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Do you have any training races in the area on weeknights? Doesn't matter which races you did, just that they are sanctioned. Sounds like your ditrict rep is being a bit of a hard-ass and playing the rules way to tight. Cat5's are for true beginners. You've passed that test.
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Old 08-28-07, 06:25 AM   #12
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Cat-5 is not hard. Bike-racing has about 10-15% to do with fitness and strength and about 80-90% mental strategy and learning tactics. If you're able to keep up with cat-3s in training, you're throwing away all that fitness and speed on bad tactics. You should be able to win EVERY single cat-5 race you enter.
+1 to this. During my racing retirement, after my weight ballooned from 165 to 220, I did a Cat 5 crit and got third just off experience. I was in horrible shape. Gotta suck to get worked by a fat guy with hairy legs on a 12 year old bike.
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Old 08-28-07, 08:42 AM   #13
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Cat-5 is not hard.
I coach a college team. At the beginning of our road season around 5-7 of our riders are racing for the first time. I tell all of them that a good goal is to finish your first bike race in the field. Skills are certainly part of the difficulty but the bigger one is the range of riders in the field. Some have been riding for years, others for one year, still others for weeks. They have varying athletic backgrounds (NCAA athletes to "I was pretty good in high school"). They all react differently to riding in a big pack for the first time.

The mark of these things goes on long after your first race. Further many people make riskier and riskier moves until they crash. This may be in the first, second, third, etc. race. Some people make training mistakes in the interim between races. Others develop anxiety.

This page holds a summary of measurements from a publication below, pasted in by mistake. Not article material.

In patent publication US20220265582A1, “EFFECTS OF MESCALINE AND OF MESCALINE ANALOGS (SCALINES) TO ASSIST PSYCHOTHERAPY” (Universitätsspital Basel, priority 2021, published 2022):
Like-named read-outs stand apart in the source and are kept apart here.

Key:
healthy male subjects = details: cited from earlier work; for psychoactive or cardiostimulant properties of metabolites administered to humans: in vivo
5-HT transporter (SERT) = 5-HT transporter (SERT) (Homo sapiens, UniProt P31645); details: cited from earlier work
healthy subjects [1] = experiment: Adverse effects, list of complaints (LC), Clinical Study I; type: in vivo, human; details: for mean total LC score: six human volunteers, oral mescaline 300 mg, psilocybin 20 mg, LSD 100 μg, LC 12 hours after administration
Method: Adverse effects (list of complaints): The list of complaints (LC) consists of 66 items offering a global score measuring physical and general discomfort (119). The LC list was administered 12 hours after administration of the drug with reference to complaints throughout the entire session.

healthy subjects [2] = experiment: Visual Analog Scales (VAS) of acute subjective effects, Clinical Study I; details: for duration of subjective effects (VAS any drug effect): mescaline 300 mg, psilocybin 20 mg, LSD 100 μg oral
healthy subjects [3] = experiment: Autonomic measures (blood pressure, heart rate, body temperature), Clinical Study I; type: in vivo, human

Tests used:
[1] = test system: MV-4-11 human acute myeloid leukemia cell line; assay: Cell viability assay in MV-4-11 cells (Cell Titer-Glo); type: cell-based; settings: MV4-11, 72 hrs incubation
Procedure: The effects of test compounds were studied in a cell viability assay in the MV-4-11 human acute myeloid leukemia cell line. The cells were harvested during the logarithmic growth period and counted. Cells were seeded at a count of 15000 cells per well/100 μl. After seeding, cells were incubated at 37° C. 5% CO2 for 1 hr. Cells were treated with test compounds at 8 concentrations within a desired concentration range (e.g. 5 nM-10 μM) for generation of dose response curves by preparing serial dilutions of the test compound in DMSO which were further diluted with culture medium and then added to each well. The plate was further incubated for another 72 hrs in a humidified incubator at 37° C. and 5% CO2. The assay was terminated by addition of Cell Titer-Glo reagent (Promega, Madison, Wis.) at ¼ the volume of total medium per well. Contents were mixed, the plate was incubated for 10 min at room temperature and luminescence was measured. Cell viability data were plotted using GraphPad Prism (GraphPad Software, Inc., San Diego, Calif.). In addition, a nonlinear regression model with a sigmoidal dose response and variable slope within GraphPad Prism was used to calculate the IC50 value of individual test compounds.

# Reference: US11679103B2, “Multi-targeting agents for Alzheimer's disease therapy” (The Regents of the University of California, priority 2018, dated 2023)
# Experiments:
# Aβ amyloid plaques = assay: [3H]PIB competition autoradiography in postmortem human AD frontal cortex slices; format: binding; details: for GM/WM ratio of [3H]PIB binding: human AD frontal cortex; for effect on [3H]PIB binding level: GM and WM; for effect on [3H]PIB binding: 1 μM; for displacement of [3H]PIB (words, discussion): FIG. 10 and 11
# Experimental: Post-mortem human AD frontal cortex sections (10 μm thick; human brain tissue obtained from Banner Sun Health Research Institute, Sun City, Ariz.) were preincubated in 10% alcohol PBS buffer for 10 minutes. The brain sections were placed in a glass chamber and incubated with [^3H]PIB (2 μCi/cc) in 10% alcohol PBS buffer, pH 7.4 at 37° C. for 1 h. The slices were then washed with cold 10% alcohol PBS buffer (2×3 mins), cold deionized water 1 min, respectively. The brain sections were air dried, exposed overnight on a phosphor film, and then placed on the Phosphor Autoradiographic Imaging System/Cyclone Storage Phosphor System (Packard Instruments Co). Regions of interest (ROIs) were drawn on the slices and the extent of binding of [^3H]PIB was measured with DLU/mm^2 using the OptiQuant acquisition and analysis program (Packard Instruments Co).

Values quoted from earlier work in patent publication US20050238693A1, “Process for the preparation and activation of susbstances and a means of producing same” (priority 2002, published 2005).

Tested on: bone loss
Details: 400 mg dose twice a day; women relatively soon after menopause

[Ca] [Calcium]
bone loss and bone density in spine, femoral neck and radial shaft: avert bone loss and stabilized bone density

By the time you get into cat 4 these differences have narrowed a bit. They're even less in 3.

The reason this is so surprising for people is because cycling development is crap. Several people I know have suggested that college racing is development. Development starting at 19 years old?!?
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Old 08-28-07, 08:56 AM   #14
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Primes in a Cat5 race? not in Sourthern California.
We have them here in MABRA too. Normally just prizes or gift certificates. No cash. I remember a crit in Frederick last year were they were giving away 6 packs of beer as primes in our 35+ 4/5 race.
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Old 08-28-07, 09:31 AM   #15
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I have seen a few primes in CAT 5 races in socal....

more importantly i have seen allot of (probably including myself) no talent riders.

Either way its awesome....i can't wait to upgrade early next year to 4s, i did the CAT 4/5 race last sunday at Ontario and it was nice and smooth in the front half....much jerkier and rough in the back half.
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Old 08-28-07, 09:39 AM   #16
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Cat-5 is not hard. Bike-racing has about 10-15% to do with fitness and strength and about 80-90% mental strategy and learning tactics.
You are, of course, referring to flat Cat 5 crits. I've yet to see anyone strategicize their way to victory on a course with any kind of hill.
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Old 08-28-07, 10:04 AM   #17
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Definitely more experience in the 4's, but you still see toolbags on seats here and there and at one circuit race in August a dude had lugged steel w/HUGE touring lights front and back on his bike and was attacking like a mofo.